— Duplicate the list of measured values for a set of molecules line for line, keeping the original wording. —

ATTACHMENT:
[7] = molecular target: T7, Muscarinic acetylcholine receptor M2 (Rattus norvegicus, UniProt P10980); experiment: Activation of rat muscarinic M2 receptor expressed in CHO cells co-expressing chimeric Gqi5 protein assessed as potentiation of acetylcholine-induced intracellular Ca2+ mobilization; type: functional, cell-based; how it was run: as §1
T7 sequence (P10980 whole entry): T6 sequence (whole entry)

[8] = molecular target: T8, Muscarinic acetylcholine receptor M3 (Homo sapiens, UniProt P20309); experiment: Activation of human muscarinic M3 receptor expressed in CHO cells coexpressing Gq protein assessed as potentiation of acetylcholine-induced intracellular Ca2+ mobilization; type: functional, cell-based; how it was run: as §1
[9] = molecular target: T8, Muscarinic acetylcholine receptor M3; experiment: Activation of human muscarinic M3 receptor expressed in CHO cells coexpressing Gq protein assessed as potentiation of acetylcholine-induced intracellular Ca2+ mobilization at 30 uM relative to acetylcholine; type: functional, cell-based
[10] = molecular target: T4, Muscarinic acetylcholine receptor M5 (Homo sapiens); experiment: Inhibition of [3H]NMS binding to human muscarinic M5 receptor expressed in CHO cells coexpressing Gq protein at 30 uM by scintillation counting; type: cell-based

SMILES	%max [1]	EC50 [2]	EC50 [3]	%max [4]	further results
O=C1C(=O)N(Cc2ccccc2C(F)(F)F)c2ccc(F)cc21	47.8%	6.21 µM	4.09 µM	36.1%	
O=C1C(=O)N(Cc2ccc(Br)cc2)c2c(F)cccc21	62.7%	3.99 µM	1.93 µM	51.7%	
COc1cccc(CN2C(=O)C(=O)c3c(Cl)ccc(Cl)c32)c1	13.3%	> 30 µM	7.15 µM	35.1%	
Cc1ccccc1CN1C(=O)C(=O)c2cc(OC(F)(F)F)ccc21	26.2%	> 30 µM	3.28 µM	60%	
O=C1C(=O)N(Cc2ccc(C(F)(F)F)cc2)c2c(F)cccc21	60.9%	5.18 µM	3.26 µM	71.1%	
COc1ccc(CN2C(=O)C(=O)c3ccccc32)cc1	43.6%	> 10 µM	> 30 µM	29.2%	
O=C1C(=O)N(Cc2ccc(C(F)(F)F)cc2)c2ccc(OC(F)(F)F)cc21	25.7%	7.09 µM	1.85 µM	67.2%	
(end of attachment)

[7] = molecular target: T7, Muscarinic acetylcholine receptor M2 (Rattus norvegicus, UniProt P10980); experiment: Activation of rat muscarinic M2 receptor expressed in CHO cells co-expressing chimeric Gqi5 protein assessed as potentiation of acetylcholine-induced intracellular Ca2+ mobilization; type: functional, cell-based; how it was run: as §1
T7 sequence (P10980 whole entry): T6 sequence (whole entry)

[8] = molecular target: T8, Muscarinic acetylcholine receptor M3 (Homo sapiens, UniProt P20309); experiment: Activation of human muscarinic M3 receptor expressed in CHO cells coexpressing Gq protein assessed as potentiation of acetylcholine-induced intracellular Ca2+ mobilization; type: functional, cell-based; how it was run: as §1
[9] = molecular target: T8, Muscarinic acetylcholine receptor M3; experiment: Activation of human muscarinic M3 receptor expressed in CHO cells coexpressing Gq protein assessed as potentiation of acetylcholine-induced intracellular Ca2+ mobilization at 30 uM relative to acetylcholine; type: functional, cell-based
[10] = molecular target: T4, Muscarinic acetylcholine receptor M5 (Homo sapiens); experiment: Inhibition of [3H]NMS binding to human muscarinic M5 receptor expressed in CHO cells coexpressing Gq protein at 30 uM by scintillation counting; type: cell-based

SMILES	%max [1]	EC50 [2]	EC50 [3]	%max [4]	further results
O=C1C(=O)N(Cc2ccccc2C(F)(F)F)c2ccc(F)cc21	47.8%	6.21 µM	4.09 µM	36.1%	
O=C1C(=O)N(Cc2ccc(Br)cc2)c2c(F)cccc21	62.7%	3.99 µM	1.93 µM	51.7%	
COc1cccc(CN2C(=O)C(=O)c3c(Cl)ccc(Cl)c32)c1	13.3%	> 30 µM	7.15 µM	35.1%	
Cc1ccccc1CN1C(=O)C(=O)c2cc(OC(F)(F)F)ccc21	26.2%	> 30 µM	3.28 µM	60%	
O=C1C(=O)N(Cc2ccc(C(F)(F)F)cc2)c2c(F)cccc21	60.9%	5.18 µM	3.26 µM	71.1%	
COc1ccc(CN2C(=O)C(=O)c3ccccc32)cc1	43.6%	> 10 µM	> 30 µM	29.2%	
O=C1C(=O)N(Cc2ccc(C(F)(F)F)cc2)c2ccc(OC(F)(F)F)cc21	25.7%	7.09 µM	1.85 µM	67.2%	